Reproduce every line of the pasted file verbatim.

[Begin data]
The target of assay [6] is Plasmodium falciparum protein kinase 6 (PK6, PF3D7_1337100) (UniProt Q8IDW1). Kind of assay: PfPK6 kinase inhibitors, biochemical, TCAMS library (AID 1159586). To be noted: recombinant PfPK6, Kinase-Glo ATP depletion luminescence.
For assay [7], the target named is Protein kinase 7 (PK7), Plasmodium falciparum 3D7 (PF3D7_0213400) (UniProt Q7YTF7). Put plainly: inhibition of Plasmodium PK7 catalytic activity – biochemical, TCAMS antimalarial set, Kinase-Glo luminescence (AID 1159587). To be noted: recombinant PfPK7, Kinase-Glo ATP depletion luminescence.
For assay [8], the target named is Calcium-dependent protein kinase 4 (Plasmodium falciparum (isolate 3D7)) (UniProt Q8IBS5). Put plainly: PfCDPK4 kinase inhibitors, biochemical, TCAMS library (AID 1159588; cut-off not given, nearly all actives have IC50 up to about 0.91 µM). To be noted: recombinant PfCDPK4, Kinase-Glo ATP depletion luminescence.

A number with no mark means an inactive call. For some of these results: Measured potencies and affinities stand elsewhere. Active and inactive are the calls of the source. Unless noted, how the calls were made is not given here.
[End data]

The target of assay [6] is Plasmodium falciparum protein kinase 6 (PK6, PF3D7_1337100) (UniProt Q8IDW1). Kind of assay: PfPK6 kinase inhibitors, biochemical, TCAMS library (AID 1159586). To be noted: recombinant PfPK6, Kinase-Glo ATP depletion luminescence.
For assay [7], the target named is Protein kinase 7 (PK7), Plasmodium falciparum 3D7 (PF3D7_0213400) (UniProt Q7YTF7). Put plainly: inhibition of Plasmodium PK7 catalytic activity – biochemical, TCAMS antimalarial set, Kinase-Glo luminescence (AID 1159587). To be noted: recombinant PfPK7, Kinase-Glo ATP depletion luminescence.
For assay [8], the target named is Calcium-dependent protein kinase 4 (Plasmodium falciparum (isolate 3D7)) (UniProt Q8IBS5). Put plainly: PfCDPK4 kinase inhibitors, biochemical, TCAMS library (AID 1159588; cut-off not given, nearly all actives have IC50 up to about 0.91 µM). To be noted: recombinant PfCDPK4, Kinase-Glo ATP depletion luminescence.

A number with no mark means an inactive call. For some of these results: Measured potencies and affinities stand elsewhere. Active and inactive are the calls of the source. Unless noted, how the calls were made is not given here.